With its end-to-end service, Ellie Mae counts 2,300-plus lenders as customers, and its network is around a quarter-million users strong. The stickiness of the business, embedded in banks, credit unions and online originators systems, means retention rates exceed 95%. Over the long run, Ellie Mae’s positioning has won major market share; from 2013 to the present its revenues have quadrupled while the national mortgage volumes have peaked at around $2 trillion annually. Recurring revenues are growing at a 40% annualized clip.

Ellie Mae's increasingly entrenched position in the churning of the mortgage market is the sort of “moated” business Berkshire Hathaway’s Warren Buffett has always hunted for. A mega-trend of mortgage market digitization also helps, so it’s no surprise the company’s attracted a base of Buffett-like analysts in the small and mid-cap space. Top Ellie holders include T. Rowe Price’s winning small-and-mid-cap funds, Brown Capital Management, PRIMECAP, Kayne Anderson Rudnick and growth-obsessed Baillie Gifford, not to mention a smattering of hedge funds.

When markets began their plunge in October, Ellie Mae reported quarterly sales growth of 15% at $123 million, a slowing from 20%-plus growth in prior quarters, and profits fell 14% to $14.5 million. The results did little to stabilize Ellie’s falling shares. But behind the softening numbers were big positives: Its double-digit growth came as nationwide mortgage activity slumped nearly 10%. In other words, Ellie gained share. Near its December lows, long-term bulls like Kayne Anderson Rudnick were adding to their holdings, filings show, in trades that are likely up 40% in about a month. However, Thoma Bravo looks poised to be the big winner.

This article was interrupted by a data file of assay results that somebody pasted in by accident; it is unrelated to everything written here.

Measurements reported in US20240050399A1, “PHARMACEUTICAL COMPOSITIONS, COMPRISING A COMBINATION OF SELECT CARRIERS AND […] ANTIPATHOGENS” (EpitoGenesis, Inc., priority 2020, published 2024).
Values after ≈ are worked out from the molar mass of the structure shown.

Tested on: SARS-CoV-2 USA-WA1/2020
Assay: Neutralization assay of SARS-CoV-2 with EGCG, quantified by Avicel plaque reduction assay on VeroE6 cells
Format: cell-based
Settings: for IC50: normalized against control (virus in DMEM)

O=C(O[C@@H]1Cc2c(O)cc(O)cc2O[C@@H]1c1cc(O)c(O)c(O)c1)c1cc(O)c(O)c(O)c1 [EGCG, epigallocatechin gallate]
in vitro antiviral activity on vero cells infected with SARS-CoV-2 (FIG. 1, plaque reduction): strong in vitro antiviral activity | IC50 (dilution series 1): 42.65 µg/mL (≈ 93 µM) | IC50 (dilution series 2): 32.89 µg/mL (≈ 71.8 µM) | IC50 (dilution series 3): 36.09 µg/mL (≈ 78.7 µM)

Yes, Thoma’s buying Ellie for an about 50% premium to its average closing price in the 60 days prior to February 1, but its $99 purchase price is about a 15% discount to the company’s midyear highs. More importantly, at an enterprise value of about $3.4 billion, Thoma Bravo is paying an EV of less than seven times sales, in line with firms like Microsoft and Salesforce, and below Adobe. By the time Thoma looks to exit, however, Ellie could be a billion-dollar-a-year business, putting its EV/sales purchase price closer to 3x.

“Ellie Mae delivers powerful and innovative mortgage technology solutions across every channel of the residential mortgage sector, enabling lenders to originate more loans while reducing costs and driving efficiency, quality and compliance throughout the mortgage process,” Thoma Bravo managing partner Holden Spaht said in a statement. In 2011, Ellie went public at a price of $6 a share, making it one of the best-performing stocks of the recovery. “Since the founding of Ellie Mae more than 20 years ago, our mission has been simple–to automate everything automatable for the residential mortgage industry,” adds Ellie CEO Jonathan Corr, in a statement. There will be a 35-day go-shop period for Ellie to find buyers willing to pay more.

Bottom Line: When Ellie Mae’s shares were halved by a growth scare that’s unlikely to impact its prospects, longtime mutual fund holders like Kayne Anderson Rudnick doubled down. PE firm Thoma Bravo, however, will have the last laugh. It’s acquiring the mortgage market software provider for what looks like a great price.